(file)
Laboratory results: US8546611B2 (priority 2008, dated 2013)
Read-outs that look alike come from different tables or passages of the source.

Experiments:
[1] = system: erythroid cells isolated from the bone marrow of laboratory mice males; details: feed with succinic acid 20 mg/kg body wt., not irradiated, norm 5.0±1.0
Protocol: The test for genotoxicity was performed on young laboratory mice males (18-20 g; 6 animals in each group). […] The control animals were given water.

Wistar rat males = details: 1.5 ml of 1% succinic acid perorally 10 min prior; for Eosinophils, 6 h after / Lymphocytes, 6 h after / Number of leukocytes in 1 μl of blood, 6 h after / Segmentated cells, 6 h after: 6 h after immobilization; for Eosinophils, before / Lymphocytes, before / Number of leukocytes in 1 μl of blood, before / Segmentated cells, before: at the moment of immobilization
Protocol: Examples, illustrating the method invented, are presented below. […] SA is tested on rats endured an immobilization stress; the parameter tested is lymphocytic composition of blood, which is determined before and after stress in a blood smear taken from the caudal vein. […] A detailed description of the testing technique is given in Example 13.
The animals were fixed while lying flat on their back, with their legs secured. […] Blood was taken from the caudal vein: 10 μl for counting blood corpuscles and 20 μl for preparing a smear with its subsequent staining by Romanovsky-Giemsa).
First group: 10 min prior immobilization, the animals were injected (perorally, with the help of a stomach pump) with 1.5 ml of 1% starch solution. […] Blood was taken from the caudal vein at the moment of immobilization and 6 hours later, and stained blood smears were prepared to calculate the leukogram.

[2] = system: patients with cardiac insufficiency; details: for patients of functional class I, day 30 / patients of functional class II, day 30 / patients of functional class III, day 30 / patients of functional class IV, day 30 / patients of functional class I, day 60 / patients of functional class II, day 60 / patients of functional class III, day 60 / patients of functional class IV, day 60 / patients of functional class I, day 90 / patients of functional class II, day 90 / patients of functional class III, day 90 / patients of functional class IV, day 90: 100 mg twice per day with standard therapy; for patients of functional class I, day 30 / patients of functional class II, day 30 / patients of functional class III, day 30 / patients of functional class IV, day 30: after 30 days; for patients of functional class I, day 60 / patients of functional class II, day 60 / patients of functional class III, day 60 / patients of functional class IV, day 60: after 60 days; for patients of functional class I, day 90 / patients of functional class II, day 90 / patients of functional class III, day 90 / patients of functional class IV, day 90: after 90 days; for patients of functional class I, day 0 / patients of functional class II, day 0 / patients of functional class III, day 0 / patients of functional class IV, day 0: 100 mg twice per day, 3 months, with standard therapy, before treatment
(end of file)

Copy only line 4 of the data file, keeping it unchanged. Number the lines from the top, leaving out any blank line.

[1] = system: erythroid cells isolated from the bone marrow of laboratory mice males; details: feed with succinic acid 20 mg/kg body wt., not irradiated, norm 5.0±1.0